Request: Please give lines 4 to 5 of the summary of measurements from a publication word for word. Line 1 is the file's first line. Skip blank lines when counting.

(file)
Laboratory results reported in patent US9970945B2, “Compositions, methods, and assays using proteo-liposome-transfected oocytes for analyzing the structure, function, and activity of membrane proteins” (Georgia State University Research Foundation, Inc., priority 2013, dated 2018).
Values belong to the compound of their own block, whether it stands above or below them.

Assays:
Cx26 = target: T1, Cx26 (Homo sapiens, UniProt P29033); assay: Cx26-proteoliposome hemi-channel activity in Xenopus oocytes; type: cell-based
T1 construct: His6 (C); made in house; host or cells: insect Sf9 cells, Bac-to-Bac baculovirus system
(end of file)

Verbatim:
Cx26 = target: T1, Cx26 (Homo sapiens, UniProt P29033); assay: Cx26-proteoliposome hemi-channel activity in Xenopus oocytes; type: cell-based
T1 construct: His6 (C); made in house; host or cells: insect Sf9 cells, Bac-to-Bac baculovirus system